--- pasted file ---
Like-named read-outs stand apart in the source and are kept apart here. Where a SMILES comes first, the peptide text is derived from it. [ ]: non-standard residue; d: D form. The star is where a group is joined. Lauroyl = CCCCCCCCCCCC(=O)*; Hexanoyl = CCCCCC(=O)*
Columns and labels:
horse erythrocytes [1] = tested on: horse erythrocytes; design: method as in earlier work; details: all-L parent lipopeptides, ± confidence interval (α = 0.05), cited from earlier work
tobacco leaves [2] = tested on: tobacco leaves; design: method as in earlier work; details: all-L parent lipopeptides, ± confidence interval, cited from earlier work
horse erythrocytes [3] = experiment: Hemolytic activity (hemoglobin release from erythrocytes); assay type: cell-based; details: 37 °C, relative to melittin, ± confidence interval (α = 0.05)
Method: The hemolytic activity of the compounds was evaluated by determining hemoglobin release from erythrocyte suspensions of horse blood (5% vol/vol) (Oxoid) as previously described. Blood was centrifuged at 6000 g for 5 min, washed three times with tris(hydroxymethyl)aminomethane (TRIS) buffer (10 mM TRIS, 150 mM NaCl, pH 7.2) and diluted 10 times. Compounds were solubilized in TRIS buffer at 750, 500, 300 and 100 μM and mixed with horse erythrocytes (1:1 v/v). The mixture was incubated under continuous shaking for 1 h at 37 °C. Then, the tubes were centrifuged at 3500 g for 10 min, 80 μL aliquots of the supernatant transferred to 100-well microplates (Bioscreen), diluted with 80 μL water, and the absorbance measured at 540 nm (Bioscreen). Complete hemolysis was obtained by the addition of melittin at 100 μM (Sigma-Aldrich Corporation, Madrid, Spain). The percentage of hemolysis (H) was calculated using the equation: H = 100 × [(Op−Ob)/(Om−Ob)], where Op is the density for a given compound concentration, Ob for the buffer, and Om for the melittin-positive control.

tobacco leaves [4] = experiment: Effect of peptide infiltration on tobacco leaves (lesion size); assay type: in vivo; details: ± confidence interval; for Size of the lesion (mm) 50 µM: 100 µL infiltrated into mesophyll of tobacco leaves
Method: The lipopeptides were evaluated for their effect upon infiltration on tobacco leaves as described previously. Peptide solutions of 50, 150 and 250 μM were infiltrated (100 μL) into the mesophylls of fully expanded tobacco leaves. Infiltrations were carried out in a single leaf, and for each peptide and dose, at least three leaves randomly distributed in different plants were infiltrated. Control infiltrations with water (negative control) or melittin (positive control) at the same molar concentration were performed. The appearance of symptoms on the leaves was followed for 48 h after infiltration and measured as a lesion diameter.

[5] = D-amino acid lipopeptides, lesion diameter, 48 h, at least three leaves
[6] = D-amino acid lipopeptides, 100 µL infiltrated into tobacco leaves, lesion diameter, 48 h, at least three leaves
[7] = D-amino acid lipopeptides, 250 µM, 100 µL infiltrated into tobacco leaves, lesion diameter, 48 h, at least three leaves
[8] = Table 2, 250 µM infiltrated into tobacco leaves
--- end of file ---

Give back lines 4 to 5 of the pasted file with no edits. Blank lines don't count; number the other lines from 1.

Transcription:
tobacco leaves [2] = tested on: tobacco leaves; design: method as in earlier work; details: all-L parent lipopeptides, ± confidence interval, cited from earlier work
horse erythrocytes [3] = experiment: Hemolytic activity (hemoglobin release from erythrocytes); assay type: cell-based; details: 37 °C, relative to melittin, ± confidence interval (α = 0.05)